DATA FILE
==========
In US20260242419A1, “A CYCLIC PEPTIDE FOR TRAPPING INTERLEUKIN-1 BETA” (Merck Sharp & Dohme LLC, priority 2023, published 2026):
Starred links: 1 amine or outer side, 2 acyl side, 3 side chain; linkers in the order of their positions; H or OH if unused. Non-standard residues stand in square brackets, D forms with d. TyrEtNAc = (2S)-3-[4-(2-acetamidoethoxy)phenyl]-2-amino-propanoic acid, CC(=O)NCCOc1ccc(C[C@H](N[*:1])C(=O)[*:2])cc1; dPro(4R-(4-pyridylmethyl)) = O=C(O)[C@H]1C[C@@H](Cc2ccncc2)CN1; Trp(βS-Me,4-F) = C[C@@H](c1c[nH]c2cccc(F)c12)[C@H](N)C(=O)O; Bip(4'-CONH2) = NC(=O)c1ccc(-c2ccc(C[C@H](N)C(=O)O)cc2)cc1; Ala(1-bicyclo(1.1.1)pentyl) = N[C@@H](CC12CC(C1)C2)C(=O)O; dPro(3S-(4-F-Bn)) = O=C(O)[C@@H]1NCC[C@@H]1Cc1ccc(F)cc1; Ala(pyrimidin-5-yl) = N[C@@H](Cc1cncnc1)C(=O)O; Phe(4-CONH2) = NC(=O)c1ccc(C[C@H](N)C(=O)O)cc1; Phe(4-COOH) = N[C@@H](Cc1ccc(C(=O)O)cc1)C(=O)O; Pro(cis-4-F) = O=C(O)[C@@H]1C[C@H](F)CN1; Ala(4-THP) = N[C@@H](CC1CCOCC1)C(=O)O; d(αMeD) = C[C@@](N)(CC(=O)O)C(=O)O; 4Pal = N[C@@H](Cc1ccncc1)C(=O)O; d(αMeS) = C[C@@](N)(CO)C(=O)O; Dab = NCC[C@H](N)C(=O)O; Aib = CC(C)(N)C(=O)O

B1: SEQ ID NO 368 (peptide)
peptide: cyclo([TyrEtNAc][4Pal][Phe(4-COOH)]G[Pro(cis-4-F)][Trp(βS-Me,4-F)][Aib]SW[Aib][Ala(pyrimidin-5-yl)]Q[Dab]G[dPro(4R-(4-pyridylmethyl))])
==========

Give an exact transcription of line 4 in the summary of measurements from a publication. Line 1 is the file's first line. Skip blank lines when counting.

peptide: cyclo([TyrEtNAc][4Pal][Phe(4-COOH)]G[Pro(cis-4-F)][Trp(βS-Me,4-F)][Aib]SW[Aib][Ala(pyrimidin-5-yl)]Q[Dab]G[dPro(4R-(4-pyridylmethyl))])